Big Tech CEOs deny having direct experience of China theft

The CEOs for some of the biggest technology giants in the United States who testified to Congress on Wednesday were split on the question of whether they believe the Chinese Communist Party is stealing from U.S. companies.

Apple CEO Tim Cook and Google CEO Sundar Pichai claimed to have no direct experience with it under oath during their appearances before the House Judiciary Antitrust Subcommittee on Wednesday.

Answering a question posed by Republican Rep. Greg Steube of Florida, both Cook and Pichai said they had no “firsthand knowledge” of theft by the Chinese government.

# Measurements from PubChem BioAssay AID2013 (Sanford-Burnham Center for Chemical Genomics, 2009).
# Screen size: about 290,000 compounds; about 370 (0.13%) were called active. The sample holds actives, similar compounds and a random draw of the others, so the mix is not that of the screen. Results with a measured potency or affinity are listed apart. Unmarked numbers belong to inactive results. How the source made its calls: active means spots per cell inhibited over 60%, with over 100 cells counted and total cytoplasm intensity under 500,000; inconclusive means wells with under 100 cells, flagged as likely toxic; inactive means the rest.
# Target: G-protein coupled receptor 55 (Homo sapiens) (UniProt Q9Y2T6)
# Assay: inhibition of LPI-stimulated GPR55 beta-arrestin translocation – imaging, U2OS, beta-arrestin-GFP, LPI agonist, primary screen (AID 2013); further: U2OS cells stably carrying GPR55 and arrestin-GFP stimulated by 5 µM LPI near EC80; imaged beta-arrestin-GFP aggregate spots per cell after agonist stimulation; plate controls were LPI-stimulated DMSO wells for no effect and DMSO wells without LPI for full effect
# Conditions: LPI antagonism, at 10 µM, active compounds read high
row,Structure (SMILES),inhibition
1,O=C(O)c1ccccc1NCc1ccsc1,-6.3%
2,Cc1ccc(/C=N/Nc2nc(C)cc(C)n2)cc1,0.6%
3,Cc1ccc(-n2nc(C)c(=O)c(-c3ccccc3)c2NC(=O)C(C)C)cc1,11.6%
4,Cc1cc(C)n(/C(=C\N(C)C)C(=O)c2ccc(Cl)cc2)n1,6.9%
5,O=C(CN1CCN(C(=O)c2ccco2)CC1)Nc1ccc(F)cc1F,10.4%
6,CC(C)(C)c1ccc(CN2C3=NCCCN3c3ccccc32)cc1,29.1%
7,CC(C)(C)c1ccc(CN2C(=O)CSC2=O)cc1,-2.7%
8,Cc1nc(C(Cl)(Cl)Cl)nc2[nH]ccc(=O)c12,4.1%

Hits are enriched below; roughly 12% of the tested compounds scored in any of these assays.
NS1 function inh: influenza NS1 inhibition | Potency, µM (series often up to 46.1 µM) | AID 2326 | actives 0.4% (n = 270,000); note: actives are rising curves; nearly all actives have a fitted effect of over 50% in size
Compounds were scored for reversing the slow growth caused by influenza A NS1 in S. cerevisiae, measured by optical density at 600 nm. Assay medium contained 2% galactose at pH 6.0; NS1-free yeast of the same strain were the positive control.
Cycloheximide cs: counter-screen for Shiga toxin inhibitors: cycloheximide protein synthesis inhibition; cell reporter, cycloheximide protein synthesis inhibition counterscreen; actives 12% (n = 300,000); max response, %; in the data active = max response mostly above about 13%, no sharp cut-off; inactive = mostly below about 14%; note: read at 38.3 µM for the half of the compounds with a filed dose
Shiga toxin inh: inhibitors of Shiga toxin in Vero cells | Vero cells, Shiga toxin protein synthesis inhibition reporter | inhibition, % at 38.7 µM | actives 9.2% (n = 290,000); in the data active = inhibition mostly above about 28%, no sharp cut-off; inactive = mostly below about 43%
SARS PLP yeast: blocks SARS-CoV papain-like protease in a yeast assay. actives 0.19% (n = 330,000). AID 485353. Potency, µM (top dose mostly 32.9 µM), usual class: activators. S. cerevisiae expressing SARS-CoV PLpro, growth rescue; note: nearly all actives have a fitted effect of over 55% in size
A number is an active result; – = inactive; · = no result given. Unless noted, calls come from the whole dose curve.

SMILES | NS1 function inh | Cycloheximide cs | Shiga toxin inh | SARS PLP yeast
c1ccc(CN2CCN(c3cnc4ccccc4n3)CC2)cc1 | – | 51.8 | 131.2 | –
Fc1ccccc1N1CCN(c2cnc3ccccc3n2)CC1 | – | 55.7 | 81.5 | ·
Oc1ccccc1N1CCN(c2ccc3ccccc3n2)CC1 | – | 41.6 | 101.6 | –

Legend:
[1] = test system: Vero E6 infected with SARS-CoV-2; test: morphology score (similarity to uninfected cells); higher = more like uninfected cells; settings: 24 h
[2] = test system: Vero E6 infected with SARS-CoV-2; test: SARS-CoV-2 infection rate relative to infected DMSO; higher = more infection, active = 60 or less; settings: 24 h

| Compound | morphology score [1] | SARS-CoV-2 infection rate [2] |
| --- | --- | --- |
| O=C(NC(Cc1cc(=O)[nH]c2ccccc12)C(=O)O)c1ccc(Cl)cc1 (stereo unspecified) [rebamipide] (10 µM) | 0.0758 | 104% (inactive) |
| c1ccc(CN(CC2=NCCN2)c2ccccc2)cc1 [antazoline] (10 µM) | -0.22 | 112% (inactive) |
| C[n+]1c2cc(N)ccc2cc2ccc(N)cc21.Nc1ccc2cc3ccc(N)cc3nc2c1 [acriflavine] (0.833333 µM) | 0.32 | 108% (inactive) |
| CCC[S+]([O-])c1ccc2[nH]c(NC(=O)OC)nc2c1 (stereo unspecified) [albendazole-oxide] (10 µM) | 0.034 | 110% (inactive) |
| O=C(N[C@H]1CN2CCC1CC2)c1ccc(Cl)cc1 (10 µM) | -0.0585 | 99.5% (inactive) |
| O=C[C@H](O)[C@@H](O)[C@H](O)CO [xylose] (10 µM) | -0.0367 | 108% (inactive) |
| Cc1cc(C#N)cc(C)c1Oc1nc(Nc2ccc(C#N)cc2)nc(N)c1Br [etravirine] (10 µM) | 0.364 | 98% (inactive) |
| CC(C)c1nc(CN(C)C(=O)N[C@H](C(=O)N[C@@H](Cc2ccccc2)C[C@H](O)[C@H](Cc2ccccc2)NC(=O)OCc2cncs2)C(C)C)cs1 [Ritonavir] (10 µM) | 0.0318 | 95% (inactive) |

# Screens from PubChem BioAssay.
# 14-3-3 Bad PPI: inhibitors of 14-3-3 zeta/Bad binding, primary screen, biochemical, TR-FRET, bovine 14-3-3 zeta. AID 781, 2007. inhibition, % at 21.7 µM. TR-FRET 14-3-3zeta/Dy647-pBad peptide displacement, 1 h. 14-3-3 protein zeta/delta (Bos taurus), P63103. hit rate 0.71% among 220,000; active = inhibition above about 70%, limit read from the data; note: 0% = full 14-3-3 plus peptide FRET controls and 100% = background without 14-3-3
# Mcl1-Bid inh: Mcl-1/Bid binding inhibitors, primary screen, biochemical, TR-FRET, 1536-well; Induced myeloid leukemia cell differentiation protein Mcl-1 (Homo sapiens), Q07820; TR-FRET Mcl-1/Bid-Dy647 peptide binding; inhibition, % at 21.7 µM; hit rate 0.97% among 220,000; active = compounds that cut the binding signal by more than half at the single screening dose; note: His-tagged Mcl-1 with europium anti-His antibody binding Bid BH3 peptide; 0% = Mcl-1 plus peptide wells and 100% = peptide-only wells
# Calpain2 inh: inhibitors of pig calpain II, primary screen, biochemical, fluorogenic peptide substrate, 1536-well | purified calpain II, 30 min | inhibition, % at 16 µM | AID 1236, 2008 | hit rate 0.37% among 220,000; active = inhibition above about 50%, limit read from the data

One of the other two witnesses, Amazon CEO Jeff Bezos, said he had seen reports about such theft. Facebook CEO Mark Zuckerberg was the only one to say unequivocally that Beijing steals from U.S. companies. “I think it’s well-documented that the Chinese government steals technology from American companies,” he said.

The U.S. government believes Chinese espionage and trade secrets theft is occurring on a large scale.

Last week, the Justice Department accused two Chinese hackers, assisted by the Chinese government’s Ministry of State Security, of seeking to steal coronavirus research and engaging in a 10-year global cybercampaign stealing hundreds of millions of dollars worth of information. The Justice Department’s China Initiative combats Chinese espionage and its Thousand Talents Program, and the federal government has charged a number of U.S. scientists.